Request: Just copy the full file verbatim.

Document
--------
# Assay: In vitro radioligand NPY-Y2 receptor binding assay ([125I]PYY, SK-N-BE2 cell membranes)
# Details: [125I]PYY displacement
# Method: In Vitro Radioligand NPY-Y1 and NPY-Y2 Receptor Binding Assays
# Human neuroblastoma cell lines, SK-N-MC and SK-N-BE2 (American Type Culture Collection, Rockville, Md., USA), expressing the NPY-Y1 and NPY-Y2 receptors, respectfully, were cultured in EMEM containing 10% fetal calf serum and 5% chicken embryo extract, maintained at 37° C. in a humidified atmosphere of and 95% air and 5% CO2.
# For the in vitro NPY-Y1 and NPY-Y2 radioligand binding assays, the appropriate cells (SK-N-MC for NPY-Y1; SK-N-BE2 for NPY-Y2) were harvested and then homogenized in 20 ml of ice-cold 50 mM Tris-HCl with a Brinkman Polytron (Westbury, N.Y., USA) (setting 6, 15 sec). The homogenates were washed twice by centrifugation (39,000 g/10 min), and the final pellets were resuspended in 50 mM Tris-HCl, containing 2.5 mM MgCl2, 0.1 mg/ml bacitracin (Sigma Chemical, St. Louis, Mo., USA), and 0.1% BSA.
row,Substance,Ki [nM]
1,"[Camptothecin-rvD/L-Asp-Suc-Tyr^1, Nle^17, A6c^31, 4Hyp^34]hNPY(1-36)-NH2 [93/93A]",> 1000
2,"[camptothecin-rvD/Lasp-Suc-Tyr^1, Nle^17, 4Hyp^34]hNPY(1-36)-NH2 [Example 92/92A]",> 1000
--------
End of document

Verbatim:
# Assay: In vitro radioligand NPY-Y2 receptor binding assay ([125I]PYY, SK-N-BE2 cell membranes)
# Details: [125I]PYY displacement
# Method: In Vitro Radioligand NPY-Y1 and NPY-Y2 Receptor Binding Assays
# Human neuroblastoma cell lines, SK-N-MC and SK-N-BE2 (American Type Culture Collection, Rockville, Md., USA), expressing the NPY-Y1 and NPY-Y2 receptors, respectfully, were cultured in EMEM containing 10% fetal calf serum and 5% chicken embryo extract, maintained at 37° C. in a humidified atmosphere of and 95% air and 5% CO2.
# For the in vitro NPY-Y1 and NPY-Y2 radioligand binding assays, the appropriate cells (SK-N-MC for NPY-Y1; SK-N-BE2 for NPY-Y2) were harvested and then homogenized in 20 ml of ice-cold 50 mM Tris-HCl with a Brinkman Polytron (Westbury, N.Y., USA) (setting 6, 15 sec). The homogenates were washed twice by centrifugation (39,000 g/10 min), and the final pellets were resuspended in 50 mM Tris-HCl, containing 2.5 mM MgCl2, 0.1 mg/ml bacitracin (Sigma Chemical, St. Louis, Mo., USA), and 0.1% BSA.
row,Substance,Ki [nM]
1,"[Camptothecin-rvD/L-Asp-Suc-Tyr^1, Nle^17, A6c^31, 4Hyp^34]hNPY(1-36)-NH2 [93/93A]",> 1000
2,"[camptothecin-rvD/Lasp-Suc-Tyr^1, Nle^17, 4Hyp^34]hNPY(1-36)-NH2 [Example 92/92A]",> 1000